Importance Of Remembering UPSC Syllabus By Heart

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Many aspirants tend to overlook General Studies Syllabus and think that the questions asked by UPSC in the examination were not there in syllabus itself. Some even say that questions under General Studies papers can be asked from anywhere and about anything. They say GS is like ocean and is so vast to cover etc etc.

This perception is completely wrong. If one carefully goes through previous year questions they can observe that more than 80% of questions are directly from the prescribed syllabus. UPSC actually sticks strictly to the syllabus both in Optionals and General Studies.

Most important thing, therefore, for every aspirant is to go through syllabus as many times as possible and completely remember the syllabus by heart.

New syllabus for mains is pretty detailed unlike previous syllabus. The new syllabus is lengthy but fortunately every topic is clearly mentioned so that an aspirant can focus on each topic carefully and make notes on each one of them referring from standard texts, websites and newspapers.

By remembering whole syllabus by heart an aspirant gets a clear focus while studying various sources for the exam. For example, while reading newspaper his focus will be on those topics of the syllabus which he knows subconsciously in his mind are relevant and important for exam. If he doesn’t know the syllabus well, they will waste precious time studying unwanted topics.

Knowing each topic of the syllabus enables an aspirant to frame questions in his mind whenever he is reading something. While going through previous year questions, one will easily come to know which part of the syllabus is more important and which is not.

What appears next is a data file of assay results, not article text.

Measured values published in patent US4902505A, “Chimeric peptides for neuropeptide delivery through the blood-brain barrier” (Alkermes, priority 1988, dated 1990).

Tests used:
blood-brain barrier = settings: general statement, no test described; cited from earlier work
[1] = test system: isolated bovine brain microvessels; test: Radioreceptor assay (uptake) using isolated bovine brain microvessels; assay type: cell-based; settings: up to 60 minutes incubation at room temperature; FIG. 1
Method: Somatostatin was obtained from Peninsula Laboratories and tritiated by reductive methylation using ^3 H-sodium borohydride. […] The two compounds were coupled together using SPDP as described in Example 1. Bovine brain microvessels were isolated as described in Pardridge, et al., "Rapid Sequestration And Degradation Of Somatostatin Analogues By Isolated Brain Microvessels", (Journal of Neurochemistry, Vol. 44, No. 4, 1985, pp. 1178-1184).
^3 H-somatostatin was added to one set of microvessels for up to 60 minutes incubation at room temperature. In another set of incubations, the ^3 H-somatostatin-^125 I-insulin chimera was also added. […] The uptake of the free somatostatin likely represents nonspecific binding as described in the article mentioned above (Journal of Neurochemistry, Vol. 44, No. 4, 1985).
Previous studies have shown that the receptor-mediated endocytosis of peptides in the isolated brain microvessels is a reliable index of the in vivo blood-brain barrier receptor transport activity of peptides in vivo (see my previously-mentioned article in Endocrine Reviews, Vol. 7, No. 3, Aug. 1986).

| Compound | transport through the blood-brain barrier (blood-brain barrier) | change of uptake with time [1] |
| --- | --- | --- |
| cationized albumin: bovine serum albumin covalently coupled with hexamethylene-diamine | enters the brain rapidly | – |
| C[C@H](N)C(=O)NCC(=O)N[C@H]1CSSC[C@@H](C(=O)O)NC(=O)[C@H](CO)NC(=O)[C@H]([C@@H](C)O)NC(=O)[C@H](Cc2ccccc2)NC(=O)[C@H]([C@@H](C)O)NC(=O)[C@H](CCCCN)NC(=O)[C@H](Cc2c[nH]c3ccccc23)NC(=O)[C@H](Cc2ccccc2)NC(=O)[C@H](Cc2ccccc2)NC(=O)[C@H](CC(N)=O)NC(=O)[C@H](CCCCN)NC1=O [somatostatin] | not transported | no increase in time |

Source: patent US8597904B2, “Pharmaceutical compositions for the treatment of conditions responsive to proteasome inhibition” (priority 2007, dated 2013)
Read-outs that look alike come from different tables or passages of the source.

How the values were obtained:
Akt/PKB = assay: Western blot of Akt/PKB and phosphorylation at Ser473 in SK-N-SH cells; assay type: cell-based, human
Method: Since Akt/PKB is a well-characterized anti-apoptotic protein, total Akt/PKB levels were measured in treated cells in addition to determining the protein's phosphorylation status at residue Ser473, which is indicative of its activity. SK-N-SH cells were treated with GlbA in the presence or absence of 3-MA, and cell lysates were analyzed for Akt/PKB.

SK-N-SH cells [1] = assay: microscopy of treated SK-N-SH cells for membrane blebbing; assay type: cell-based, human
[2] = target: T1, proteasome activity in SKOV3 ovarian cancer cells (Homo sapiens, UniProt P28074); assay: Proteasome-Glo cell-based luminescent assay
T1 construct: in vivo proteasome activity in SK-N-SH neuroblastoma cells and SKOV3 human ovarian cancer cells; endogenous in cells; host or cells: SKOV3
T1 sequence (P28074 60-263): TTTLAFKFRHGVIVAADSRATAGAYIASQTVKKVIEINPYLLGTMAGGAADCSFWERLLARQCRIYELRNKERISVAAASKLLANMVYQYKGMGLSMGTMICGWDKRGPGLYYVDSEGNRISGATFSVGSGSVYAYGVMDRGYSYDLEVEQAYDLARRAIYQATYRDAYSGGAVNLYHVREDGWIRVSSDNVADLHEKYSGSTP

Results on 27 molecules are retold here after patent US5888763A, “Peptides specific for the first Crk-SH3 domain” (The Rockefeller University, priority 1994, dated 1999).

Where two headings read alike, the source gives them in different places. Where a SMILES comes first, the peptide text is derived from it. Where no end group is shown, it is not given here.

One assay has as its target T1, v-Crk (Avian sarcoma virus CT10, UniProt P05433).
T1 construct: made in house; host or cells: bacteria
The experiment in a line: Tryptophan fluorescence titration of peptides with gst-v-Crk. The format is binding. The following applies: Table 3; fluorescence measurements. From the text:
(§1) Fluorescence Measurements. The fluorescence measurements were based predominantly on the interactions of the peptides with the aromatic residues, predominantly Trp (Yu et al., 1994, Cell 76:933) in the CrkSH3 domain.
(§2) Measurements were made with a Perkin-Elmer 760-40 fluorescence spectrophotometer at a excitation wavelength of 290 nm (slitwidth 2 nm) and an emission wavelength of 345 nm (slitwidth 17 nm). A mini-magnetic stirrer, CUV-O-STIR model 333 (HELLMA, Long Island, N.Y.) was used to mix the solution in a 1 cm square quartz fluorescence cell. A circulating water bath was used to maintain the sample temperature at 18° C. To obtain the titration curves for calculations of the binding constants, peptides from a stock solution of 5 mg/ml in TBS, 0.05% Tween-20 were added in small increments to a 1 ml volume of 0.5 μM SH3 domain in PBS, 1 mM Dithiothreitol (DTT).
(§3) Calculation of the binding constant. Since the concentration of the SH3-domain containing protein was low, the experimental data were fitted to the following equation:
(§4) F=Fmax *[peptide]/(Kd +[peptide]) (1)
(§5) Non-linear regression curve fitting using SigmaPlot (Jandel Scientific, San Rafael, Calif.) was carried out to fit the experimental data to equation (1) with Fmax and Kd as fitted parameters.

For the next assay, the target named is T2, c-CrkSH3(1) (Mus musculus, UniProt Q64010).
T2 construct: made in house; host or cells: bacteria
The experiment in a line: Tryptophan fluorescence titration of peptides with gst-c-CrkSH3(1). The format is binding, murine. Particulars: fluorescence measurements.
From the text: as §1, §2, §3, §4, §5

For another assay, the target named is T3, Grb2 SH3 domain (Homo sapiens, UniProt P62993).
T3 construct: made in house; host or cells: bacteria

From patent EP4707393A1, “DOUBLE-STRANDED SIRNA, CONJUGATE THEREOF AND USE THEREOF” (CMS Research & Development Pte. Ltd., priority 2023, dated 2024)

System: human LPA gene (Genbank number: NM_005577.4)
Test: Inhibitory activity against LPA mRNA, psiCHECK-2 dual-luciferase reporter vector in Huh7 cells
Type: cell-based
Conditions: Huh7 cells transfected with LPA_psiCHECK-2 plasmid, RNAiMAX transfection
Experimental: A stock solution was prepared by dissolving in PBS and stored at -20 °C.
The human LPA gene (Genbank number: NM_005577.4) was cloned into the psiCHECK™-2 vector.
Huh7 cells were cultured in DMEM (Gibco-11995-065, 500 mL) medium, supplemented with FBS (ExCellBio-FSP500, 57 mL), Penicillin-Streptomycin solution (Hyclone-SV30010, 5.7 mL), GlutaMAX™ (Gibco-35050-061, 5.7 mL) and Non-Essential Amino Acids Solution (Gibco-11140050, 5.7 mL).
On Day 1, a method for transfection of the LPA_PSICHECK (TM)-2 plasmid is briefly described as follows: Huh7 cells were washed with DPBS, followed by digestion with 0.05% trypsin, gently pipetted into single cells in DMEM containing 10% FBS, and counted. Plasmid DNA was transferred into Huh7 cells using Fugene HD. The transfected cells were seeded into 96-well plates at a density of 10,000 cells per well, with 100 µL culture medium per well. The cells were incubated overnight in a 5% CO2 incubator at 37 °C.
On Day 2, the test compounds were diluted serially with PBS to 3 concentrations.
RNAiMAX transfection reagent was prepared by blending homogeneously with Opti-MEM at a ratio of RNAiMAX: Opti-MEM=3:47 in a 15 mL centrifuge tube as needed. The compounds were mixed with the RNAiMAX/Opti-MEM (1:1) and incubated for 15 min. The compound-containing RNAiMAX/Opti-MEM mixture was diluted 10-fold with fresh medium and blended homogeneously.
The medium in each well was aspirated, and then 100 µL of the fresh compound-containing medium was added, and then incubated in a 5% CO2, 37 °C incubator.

Every day we come across many discussions or conversations on TV or radio, if the syllabus is imprinted in mind, we become alert to such discussions and concentrate on them.

The syllabus is a guide to focused preparation for the examination. If one overlooks it, he is certain to waste time on unwanted books.

REFERENCE BOOKS

1) India 2013 – Publication Division, Govt. of India 

2) Economic Survey 2012-2013

3) India Since Independence – Bipan Chandra

4) Ideology And Politics in Modern India

5) India’s Struggle For Independence – Bipan Chandra

AND

A Brief History of Modern India – Spectrum Publications

6)Indian Economy 67 Edition – Dutt and Sundaram

or

Indian Economy: Performance and Policies 11 Rev ed Edition – Uma Kapila

7) Indian Polity for Civil Services Examinations 3rd Edition – Laxmikanth

8) Geography of India- Majid Hussain

9) Ethics In Governance

10) India After Gandhi : The History of the World’s Largest Democracy Democracy – Ramachandra Guha

11) Mastering Modern World History 3rd Edition- Norman Lowe

12) Facts of Indian Culture – Spectrum Publications

OR

Trends in Indian Culture and Heritage: For Civil Services

13) Select Constitutions: 16th Edition – S Chand

14) India’s Foreign Policy – Muchkund Dubey

15) Challenge And Strategy : Rethinking India’s Foreign Policy – Rajiv Sikri

16) History of the World from the Late Nineteenth to the Early Twenty First Century – Arjun Dev

17) Social Problems in India 2 Edition – Ram Ahuja